Donald Trump cavalierly accused someone of having swallowed the “Kool-Aid,” referring to Jonestown where hundreds of people were lured into suicide by Jim Jones, a cult leader like the president. The difference between Trump’s followers, who, including the elderly among them, risk their lives to attend his death rallies, is that the Jonestown casualties didn’t threaten the lives of those who weren’t members of the cult. They didn’t present “an existential threat” to the human species by voting for a medieval thinker who denies the climate crisis. They didn’t condemn thousands of children to asthma and other pulmonary diseases by voting for a man whose attitudes toward the fossil fuels industry is pollution friendly.
Jim Jones became paranoid because he was under investigation by government agencies, while the president is using government agencies to investigate his opponents. In fitting with his graveyard politics, thousands more will die as a result of more quackery. A superstitious idea, called ”herd immunity,” is 2020’s witchcraft.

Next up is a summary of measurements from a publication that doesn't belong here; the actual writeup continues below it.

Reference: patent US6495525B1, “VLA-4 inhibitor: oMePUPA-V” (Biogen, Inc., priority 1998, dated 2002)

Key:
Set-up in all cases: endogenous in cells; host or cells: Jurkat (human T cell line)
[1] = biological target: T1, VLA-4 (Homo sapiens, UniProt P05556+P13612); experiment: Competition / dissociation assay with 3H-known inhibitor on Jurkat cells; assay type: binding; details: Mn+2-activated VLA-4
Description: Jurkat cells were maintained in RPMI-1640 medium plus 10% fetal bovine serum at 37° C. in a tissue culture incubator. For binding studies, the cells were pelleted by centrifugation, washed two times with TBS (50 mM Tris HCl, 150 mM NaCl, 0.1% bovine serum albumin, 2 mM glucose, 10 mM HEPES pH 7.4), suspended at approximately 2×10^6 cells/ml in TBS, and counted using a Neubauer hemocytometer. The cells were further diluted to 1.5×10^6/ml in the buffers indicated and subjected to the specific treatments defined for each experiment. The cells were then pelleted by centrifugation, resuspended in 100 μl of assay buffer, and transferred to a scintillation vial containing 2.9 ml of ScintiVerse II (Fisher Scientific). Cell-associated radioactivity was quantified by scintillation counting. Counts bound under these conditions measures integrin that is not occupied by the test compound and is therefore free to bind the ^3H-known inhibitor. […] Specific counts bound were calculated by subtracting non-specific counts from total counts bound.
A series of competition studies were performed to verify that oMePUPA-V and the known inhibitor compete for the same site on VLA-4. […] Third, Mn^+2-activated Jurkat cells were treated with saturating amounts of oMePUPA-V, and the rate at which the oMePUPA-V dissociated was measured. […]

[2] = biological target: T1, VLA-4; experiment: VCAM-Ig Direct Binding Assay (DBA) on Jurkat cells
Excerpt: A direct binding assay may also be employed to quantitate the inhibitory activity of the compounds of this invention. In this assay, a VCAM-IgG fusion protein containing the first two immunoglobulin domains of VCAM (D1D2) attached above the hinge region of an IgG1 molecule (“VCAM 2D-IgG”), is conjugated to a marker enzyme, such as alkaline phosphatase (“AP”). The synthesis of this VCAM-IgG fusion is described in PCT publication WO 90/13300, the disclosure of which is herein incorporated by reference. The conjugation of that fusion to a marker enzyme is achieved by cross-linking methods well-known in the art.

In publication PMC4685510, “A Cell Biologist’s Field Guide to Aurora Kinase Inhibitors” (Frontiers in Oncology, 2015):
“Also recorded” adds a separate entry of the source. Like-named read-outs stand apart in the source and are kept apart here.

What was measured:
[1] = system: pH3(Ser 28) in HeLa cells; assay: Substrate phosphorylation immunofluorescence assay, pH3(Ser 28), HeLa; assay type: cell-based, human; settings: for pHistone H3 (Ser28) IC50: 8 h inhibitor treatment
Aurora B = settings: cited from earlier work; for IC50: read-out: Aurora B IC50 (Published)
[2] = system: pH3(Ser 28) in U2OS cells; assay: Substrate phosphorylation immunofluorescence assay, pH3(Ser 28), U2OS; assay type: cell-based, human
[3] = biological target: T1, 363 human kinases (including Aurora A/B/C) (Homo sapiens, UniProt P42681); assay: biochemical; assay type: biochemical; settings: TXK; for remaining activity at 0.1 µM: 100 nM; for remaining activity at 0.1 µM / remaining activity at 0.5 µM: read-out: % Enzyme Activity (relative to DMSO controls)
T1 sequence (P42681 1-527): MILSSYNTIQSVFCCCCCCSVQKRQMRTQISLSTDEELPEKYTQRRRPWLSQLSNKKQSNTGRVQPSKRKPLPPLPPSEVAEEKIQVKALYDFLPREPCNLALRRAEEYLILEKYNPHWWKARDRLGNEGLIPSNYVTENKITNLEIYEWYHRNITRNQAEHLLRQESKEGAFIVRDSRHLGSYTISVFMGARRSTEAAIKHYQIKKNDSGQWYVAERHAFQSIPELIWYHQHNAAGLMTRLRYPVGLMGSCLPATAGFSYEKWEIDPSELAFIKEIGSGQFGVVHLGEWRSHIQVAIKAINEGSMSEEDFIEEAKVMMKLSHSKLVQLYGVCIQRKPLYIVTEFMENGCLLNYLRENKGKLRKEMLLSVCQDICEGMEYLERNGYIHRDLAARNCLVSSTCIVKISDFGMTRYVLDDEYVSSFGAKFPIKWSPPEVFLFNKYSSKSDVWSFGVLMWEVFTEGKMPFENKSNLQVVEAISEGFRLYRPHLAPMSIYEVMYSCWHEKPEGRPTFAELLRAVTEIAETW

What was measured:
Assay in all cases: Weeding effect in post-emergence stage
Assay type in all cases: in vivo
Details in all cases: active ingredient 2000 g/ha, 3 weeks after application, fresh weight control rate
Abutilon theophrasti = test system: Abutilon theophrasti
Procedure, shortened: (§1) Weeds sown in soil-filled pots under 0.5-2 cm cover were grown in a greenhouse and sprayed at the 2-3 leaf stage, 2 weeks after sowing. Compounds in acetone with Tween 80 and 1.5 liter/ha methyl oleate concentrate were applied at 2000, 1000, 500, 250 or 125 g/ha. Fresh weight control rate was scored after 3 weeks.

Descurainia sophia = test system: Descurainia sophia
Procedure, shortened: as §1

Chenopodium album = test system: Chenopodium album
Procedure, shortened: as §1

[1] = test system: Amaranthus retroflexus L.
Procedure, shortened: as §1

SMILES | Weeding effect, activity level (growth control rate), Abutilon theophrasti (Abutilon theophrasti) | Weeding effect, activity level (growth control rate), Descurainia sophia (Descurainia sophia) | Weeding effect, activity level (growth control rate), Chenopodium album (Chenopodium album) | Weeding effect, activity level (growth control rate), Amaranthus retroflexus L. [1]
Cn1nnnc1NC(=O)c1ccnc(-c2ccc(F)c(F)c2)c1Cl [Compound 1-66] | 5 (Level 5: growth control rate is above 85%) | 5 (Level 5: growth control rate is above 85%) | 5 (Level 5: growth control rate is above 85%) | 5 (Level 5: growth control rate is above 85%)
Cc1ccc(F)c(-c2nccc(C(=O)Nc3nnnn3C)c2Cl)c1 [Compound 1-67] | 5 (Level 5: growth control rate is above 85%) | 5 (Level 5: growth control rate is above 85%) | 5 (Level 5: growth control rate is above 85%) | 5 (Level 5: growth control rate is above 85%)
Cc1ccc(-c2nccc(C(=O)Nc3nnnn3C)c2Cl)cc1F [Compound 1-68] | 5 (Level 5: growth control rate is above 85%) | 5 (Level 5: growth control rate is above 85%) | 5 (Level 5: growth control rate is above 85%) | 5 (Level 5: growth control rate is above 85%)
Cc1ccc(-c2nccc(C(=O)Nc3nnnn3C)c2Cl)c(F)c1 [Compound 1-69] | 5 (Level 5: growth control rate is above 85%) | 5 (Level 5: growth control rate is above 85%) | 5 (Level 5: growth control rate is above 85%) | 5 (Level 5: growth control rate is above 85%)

What is the meaning of the Trump phenomenon? Millions of whites will support white supremacy even if it kills them. Or us. Finally, If Trump wins and you feel deep despair, suppose you were living in another time.
In 1857, after James Buchanan was elected, Black abolitionist Charles Lenox Remond wrote that the election of Buchanan showed that, “The American people, by an overwhelming majority, are on the side of slavery, with all its infernalism.” Remond and his generation didn’t give up and eventually, the “infernalism” that was slavery was overcome.
Actor Adam Lazarre-White reads Reed’s “The Fool Who Thought Too Much,” out on November 5th from Audible